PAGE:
Thanks Vinay, a great summary of where we are and a nice intro for those discovering the space now. A few comments in regards to the following:
“There is no “Bitcoin Corporation” or “Ethereum Incorporated.” There are some charities which help write the software, but the actual networks are not run by anybody, any more than the internet itself is run by somebody.”
Theoretically, yes, but empirical evidence suggests otherwise... The internet most people experience today is practically ran by a handful of companies, in that the content they consume is filtered and distributed by a few. We can argue that is consumer choice but the fact remains the attention of the majority is managed by the few….
The original goals of HTTP were more inline with the goals we have for blockchains today — in that it was meant to disintermediate and allow everyday people to be their own newspaper, music label, content distributor, etc, etc. Some may argue, in the tone of Jaron Lanier, that it hasn’t met those goals and we’ve just replaced the old information monopolies with new ones.
Despite Ethereum’s, Bitcoin’s or any other Blockchain’s inherent decentralised architecture it is heavily influenced by a few. Even those that have made some attempts at endogenous governance (baked into the protocol) like Dash make it difficult for the majority of the participants to act in governance (currently €89,700 membership fee (1000 dash) at the time of writing this). Vitalik, an extraordinary individual who birthed this beautiful idea, we have to thank. But the DAO hack and the apparent influence he and the foundation had in this affair was both fortunate and concerning... If as you say we can’t ignore politics, and I agree with you. Then we should acknowledge that and start work on how we can build governance structures that safeguard the substrate we will all interact with for virtually any agreement or exchange, from any powerful individual or authority. A brief look on Ethereum foundation’s site reveals no constitution or rulebook…. If Vitalik is our leader — even if you meant it in the context of the circles you specifically function in — I would want some checks and balances to ensure WE can challenge and limit his power.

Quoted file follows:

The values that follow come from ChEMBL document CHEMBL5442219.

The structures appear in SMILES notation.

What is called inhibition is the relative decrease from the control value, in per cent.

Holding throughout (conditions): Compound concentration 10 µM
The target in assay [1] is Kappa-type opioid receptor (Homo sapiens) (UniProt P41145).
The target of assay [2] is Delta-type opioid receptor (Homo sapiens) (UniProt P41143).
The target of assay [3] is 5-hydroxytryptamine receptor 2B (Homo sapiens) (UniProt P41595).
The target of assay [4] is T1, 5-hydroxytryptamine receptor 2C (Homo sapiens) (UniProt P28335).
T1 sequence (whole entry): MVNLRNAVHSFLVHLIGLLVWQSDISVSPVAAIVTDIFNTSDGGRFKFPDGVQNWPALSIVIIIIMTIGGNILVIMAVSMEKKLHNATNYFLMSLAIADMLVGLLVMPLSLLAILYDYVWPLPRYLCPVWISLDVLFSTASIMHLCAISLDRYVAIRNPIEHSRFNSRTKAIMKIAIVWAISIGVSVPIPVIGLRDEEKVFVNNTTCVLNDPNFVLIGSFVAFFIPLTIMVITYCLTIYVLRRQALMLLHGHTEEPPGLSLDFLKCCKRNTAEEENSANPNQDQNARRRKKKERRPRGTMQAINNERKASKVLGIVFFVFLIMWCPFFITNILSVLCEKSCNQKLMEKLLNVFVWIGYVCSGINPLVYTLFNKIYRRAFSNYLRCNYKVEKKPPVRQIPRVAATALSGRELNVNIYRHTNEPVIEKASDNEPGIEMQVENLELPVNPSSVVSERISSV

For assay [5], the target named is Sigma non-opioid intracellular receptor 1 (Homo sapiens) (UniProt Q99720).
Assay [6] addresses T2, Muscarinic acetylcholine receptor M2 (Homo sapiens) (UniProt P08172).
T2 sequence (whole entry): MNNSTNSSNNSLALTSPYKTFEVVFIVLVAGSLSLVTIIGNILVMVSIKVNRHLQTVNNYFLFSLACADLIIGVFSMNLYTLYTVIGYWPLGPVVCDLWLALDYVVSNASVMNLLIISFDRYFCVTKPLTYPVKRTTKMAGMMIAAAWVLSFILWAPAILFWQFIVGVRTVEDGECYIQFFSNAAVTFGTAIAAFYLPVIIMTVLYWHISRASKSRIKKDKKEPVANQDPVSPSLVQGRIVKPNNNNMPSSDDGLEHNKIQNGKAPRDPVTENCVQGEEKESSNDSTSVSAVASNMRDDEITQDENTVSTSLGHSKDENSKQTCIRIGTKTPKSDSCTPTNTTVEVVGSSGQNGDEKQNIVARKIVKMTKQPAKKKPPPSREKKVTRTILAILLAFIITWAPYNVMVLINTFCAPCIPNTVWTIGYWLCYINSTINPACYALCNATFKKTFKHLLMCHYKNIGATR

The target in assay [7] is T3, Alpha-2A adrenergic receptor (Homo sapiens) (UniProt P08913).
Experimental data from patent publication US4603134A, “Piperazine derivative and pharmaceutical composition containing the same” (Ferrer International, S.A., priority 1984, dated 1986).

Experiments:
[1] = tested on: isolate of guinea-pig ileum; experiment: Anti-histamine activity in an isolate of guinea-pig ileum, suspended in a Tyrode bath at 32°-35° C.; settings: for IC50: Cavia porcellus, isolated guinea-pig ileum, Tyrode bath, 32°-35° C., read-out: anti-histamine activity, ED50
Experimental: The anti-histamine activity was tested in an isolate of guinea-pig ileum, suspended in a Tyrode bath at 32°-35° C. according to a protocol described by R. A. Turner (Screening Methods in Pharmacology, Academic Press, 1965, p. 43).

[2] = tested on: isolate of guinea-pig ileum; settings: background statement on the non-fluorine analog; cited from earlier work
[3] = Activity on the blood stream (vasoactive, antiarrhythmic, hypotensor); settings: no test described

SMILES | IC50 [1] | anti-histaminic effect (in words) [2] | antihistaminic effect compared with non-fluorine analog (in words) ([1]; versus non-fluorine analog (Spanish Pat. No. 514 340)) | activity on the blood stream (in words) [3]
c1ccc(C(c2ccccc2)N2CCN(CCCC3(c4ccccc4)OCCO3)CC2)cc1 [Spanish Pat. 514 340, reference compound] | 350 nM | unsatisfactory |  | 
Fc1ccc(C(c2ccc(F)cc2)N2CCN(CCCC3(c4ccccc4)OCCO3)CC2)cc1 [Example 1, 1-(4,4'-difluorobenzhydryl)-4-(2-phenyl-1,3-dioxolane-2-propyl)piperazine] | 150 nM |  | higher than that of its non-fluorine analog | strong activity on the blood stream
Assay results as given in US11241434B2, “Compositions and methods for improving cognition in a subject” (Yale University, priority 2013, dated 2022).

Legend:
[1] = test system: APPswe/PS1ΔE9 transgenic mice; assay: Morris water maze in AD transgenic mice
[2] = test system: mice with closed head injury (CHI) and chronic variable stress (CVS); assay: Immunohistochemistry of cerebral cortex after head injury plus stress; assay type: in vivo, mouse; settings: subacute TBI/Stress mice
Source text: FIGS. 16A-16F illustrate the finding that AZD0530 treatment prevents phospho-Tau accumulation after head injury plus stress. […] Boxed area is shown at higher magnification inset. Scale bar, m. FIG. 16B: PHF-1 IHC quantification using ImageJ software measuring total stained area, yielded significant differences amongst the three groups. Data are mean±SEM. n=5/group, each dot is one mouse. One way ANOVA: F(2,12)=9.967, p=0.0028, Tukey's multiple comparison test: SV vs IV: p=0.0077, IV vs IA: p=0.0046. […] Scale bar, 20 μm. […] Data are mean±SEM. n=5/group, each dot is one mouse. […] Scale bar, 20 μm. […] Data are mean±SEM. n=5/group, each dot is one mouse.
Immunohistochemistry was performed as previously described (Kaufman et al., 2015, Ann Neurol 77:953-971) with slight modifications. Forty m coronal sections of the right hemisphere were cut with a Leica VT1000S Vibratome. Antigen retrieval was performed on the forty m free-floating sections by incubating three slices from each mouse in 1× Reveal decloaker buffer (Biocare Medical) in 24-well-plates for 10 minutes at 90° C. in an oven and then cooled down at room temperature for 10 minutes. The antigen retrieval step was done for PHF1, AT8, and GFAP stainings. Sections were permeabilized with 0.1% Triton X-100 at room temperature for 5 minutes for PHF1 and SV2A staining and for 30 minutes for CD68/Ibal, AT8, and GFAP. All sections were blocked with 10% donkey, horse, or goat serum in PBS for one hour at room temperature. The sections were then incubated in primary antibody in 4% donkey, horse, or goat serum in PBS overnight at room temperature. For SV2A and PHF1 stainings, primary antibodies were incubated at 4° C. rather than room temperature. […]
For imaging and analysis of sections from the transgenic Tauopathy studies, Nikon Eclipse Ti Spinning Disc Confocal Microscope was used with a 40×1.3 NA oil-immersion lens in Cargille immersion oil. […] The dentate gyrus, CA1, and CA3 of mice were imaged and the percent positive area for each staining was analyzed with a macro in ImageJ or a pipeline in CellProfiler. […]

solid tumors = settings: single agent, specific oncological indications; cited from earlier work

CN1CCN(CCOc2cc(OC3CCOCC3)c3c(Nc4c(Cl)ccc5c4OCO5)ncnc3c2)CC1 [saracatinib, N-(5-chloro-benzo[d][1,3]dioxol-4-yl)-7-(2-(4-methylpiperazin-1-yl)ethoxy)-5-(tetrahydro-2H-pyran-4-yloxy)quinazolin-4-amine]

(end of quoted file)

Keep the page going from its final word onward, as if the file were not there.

If Blockchains do indeed make it into the mainstream, and they will… The politics of Blockchains will be far more pervasive in our lives than that of the web. I can uninstall my Facebook app — refuse to connect with the Siren servers… It won’t be the case with Blockchain, where ones salary will be paid in any number of virtual currency or ones identity will be represented. As a community we need to start thinking about constitution and how we can enforce it socially and within the technology itself. Perhaps the Internet Of Agreements may touch upon this, I look forward to deep diving into it.
However, I can’t help but intuit that Cooperative governance, which is steeped in experience of decentralised governance (150+ yrs) could be the basis for such governance structures going forward, a mission I am personally on.